14 September update: In a landmark moment, Indian Prime Minister Narendra Modi and his Japanese counterpart Shinzo Abe jointly laid the foundation stone for the proposed Ahmedabad-Mumbai High Speed Rail Network, commonly known as the bullet train, in Ahmedabad, Gujrat.
Pakistan was the first South Asian country to build a motorway between Islamabad and Lahore. In the race for high-speed or bullet train, it lost to rival India.
Our earlier report here.
In India, the railways is such a big deal that there is a separate annual budget presented for railways and another for the country.
The bullet train, which has a capacity to accommodate 750 people, is expected to reduce travel time between the two cities from eight to two hours.
Around Indian Rs 1.1 trillion ($17 billion) will be spent on the project.
The Japanese government has agreed to fund most of the $17 billion needed for the 508km bullet train line that will become part of Asia’s oldest railway network.
The Japanese financing is 81 percent of the cost, with a $13.8 billion soft yen-loan carrying an interest rate of 0.1 percent.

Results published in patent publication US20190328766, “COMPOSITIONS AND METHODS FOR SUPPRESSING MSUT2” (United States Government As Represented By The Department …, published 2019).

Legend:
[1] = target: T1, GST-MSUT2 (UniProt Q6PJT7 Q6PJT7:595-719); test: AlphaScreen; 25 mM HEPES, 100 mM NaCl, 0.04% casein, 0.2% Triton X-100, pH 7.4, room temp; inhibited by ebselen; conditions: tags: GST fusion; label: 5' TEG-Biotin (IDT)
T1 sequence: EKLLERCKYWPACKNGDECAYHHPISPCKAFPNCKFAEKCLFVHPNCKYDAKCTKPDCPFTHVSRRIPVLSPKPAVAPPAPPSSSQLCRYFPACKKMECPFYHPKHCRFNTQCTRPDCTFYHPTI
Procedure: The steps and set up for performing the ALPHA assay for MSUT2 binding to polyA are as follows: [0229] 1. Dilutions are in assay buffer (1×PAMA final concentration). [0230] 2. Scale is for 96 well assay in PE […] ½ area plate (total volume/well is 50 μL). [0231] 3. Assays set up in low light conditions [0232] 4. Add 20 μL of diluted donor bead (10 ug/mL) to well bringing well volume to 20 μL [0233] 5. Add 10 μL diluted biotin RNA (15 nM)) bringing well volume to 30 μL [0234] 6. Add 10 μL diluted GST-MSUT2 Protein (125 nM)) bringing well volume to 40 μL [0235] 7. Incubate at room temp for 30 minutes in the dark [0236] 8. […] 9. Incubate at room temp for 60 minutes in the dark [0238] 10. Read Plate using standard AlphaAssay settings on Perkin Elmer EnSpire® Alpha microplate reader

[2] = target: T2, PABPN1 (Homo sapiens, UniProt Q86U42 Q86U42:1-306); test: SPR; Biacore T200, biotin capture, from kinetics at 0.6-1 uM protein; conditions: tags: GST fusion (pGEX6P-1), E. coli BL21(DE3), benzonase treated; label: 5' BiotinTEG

India is the second Japanese customer. Japan had previously given its super-fast train technology only to Taiwan, according to Bloomberg.
Highlights of the project:
- The official target for completion is 2023. India says it will attempt to have it running a year earlier
- Total estimated cost is 1.1 trillion Indian rupees
- While the train is designed to run at 350 kmph, it will operate at a maximum speed of 320 kmph, cutting down travel time between the two cities to about two hours from eight hours
- Most of the corridor will be elevated, but will include a 21km tunnel with 7km under the Arabian Sea
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The target for its completion is December 2023, though officials say there are indications that the government may seek an earlier deadline of 2022.
The train will stop at each of the 12 railway stations on the route, but only for 165 seconds. A 21km tunnel will be dug between Boisar and BKC in Mumbai, of which 7km will be under water.
The entire line will be at an elevation of around 20m which will reduce land acquisition.
See also on India:
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After the laying of the foundation stone, an investment summit will also be held between the Indian side and a Japanese delegation comprising representatives from Japan External Trade Organisation (JETRO) and Japan International Cooperation Agency (JICA).
The project will create 20,000 construction jobs, apart from 4,000 direct and 20,000 indirect jobs for operations.
Reports courtesy: Hindustan Times. Infographics: Times of India
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